An energy efficient gating mechanism in the acetylcholine receptor channel suggested by molecular and Brownian dynamics. Biophys. J. 90: 799-810, 2006. pdf

Desalination Membranes

Desalination of sea water via reverse osmosis is an attractive means of obtaining potable water, but one of its main drawbacks is the energy and cost required to force the water through semipermeable membranes that block the passage of the salt. The energy costs could be reduced, however, if new membranes could be developed with continuous pores that offer less resistance to water. Many narrow biological pores do just this: a pore of a given radius surrounded by non-polar atoms can allow for water to pass, but impede the passage of ions. Research in the group has shown that membranes formed from synthetic pores that mimic these biological channels, such as carbon nanotubes, can be used in desalination. Not only has this work shown that such membranes could significantly reduce the energy cost of reverse osmosis, it has determined the exact dimensions of the pores that are required and the effect of chemical functionalisation.

Collaborators: Mainak Majumder, Monash
                       Andrea Schäfer, Edinburgh
Key publications:
Water and ion transport through functionalised carbon nanotubes: implications for desalination technology. Energy Env Sci, 4: 751-759, 2011. pdf
Designing carbon nanotube membranes for efficient water desalination. J. Phys. Chem. B. 112:1427-1434. 2008. pdf Cover picture
An intrinsic ion selectivity of narrow hydrophobic pores. J. Phys. Chem. B. 113: 7642-7649, 2009. pdf

FRET methodology

Förster resonance energy transfer is becoming increasingly widely utilized to measure the proximity of molecules, structural changes within macromolecules, as a signal of biochemical events or as a sensor of local conditions. We are interested in using the method to gain quantitative structural information and in deveoping ways to make the measurement of FRET efficiencies more precise. Interpreting FRET methods can also be complicated due to the presence of multiple fluorophores with unknown orientations. We are thus developing ways to aid this interpretation with numerical analysis and molecular simulation.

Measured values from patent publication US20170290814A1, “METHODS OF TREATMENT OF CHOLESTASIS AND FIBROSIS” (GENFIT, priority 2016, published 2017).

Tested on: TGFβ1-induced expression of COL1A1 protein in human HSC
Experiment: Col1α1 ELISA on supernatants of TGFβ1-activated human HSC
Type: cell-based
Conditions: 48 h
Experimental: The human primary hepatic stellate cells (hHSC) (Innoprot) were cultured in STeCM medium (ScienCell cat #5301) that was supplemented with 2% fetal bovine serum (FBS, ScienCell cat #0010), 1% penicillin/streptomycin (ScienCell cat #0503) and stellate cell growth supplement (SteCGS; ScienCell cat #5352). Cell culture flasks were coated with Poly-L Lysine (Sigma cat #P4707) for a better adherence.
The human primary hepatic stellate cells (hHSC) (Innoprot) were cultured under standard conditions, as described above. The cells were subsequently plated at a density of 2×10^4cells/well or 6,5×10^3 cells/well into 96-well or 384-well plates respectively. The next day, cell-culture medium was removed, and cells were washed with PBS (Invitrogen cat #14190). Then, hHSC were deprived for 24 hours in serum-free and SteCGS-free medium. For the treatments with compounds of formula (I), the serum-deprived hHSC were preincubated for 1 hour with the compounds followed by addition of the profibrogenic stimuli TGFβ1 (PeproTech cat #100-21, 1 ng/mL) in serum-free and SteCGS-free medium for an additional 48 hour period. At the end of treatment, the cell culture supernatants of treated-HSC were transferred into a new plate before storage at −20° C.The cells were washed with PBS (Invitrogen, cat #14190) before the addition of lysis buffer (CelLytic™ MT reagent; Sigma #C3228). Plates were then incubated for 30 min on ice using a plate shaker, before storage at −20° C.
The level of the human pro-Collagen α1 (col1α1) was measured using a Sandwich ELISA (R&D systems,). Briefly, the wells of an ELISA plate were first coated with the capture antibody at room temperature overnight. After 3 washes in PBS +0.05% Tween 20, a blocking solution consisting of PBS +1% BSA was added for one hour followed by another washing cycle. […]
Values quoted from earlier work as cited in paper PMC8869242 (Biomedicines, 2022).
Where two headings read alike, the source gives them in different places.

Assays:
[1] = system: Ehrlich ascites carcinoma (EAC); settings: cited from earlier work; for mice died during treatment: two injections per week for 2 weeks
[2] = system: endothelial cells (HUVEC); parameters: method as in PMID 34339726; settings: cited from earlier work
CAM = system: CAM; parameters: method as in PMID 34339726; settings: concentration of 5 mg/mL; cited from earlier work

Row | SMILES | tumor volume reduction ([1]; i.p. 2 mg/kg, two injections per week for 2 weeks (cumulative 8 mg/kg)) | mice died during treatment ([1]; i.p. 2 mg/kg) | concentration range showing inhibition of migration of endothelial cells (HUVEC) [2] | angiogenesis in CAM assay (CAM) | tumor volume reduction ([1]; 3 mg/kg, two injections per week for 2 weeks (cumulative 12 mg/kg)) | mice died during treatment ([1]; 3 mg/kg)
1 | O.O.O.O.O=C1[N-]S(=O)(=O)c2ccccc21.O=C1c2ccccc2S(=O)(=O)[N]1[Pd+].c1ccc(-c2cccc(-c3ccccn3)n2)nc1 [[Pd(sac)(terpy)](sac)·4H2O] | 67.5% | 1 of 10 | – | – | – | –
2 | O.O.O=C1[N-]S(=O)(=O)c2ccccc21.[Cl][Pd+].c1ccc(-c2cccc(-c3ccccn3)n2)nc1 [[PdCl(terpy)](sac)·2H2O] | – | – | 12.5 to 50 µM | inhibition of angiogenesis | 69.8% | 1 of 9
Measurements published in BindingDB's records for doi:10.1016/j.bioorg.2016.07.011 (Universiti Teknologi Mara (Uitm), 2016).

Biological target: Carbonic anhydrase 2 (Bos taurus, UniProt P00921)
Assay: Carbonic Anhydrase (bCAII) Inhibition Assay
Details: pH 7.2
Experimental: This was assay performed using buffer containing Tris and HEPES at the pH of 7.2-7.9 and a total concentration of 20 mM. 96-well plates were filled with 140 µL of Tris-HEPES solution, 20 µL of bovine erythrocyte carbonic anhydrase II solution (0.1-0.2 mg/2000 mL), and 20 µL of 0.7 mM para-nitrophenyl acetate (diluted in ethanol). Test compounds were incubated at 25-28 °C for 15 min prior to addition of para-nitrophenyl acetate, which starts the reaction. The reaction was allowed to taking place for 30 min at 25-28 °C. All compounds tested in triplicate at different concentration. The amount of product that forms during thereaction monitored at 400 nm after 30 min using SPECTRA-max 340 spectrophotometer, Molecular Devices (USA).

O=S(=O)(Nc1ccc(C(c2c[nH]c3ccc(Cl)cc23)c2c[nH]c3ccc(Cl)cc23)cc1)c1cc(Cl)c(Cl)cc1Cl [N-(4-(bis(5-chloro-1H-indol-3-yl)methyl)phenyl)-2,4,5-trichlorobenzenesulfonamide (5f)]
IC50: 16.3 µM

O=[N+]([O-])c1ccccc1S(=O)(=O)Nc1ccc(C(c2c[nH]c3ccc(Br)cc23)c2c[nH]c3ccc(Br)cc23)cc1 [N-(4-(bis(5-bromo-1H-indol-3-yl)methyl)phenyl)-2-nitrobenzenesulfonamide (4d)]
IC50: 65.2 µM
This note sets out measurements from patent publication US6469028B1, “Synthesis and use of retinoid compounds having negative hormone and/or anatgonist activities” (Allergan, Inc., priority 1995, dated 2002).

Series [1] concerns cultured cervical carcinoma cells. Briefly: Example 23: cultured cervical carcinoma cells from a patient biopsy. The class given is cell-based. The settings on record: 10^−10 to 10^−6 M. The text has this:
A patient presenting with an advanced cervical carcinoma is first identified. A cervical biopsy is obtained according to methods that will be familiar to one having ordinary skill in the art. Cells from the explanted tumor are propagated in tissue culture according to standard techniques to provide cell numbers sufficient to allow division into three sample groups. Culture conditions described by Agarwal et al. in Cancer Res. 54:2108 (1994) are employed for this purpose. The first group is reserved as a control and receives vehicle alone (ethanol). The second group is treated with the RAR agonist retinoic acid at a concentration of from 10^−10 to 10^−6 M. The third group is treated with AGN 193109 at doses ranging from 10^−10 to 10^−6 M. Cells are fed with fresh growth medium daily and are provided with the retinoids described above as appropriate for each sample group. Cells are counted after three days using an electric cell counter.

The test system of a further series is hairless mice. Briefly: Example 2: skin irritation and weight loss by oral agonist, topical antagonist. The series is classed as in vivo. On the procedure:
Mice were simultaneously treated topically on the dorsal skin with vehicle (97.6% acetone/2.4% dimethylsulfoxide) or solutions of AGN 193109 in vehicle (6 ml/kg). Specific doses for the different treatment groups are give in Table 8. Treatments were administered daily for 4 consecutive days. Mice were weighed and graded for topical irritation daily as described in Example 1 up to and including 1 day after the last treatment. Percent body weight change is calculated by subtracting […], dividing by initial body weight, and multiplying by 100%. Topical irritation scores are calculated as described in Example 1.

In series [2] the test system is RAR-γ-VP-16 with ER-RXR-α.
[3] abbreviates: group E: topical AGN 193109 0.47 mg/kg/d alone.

Key publications:
A flexible approach to the calculation of resonance energy transfer efficiency between multiple donors and acceptors in complex geometries. Biophys. J. 89:3822-3836, 2005. pdf
Determination of the orientational distribution and orientation factor for transfer between membrane bound fluorophores using a confocal microscope. Biophys. J. 91:1032-1045, 2006. pdf
Quantitative FRET efficiency measurements using simultaneous spectral unmixing of excitation and emission spectra. J. Biomed. Optics., 8: 026024, 2013. online manuscript

Dynamics in organic crystals

Molecular dynamics simulations provide a way to invetigate the motions of atoms in crystals as the motion of individual atoms and molecules can be monitored. We are interested in studying the atomic vibrations and reorientations of part or all of a molecule that affect bulk properties of the material, and understanding disorder that affects structure refinement. We are particularly interested in porous crystalline structures, examining the behaviour of guest molecules within porous hosts using simulation strategies with the long term aim of finding materials that can selectively transport guests for application in gas separation and storage.

Collaborators: Mark Spackman, UWA
                      Birger Dittrich Göttingen
Key publications:
Molecular dynamics simulations of structure and dynamics of organic molecular crystals. Phys Chem Chem Phys, 45: 14916-14929, 2010. pdf
Temperature dependence of rotational disorder in a non-standard amino acid from X-ray crystallography and molecular dynamics simulation, Phys. Chem. Chem. Phys., 11: 2601-209, 2009. pdf
Simulations of guest transport in clathrates of Dianin's compound and hydroquinone. Chem Eur J, 19: 2676–2684, 2013. online manuscript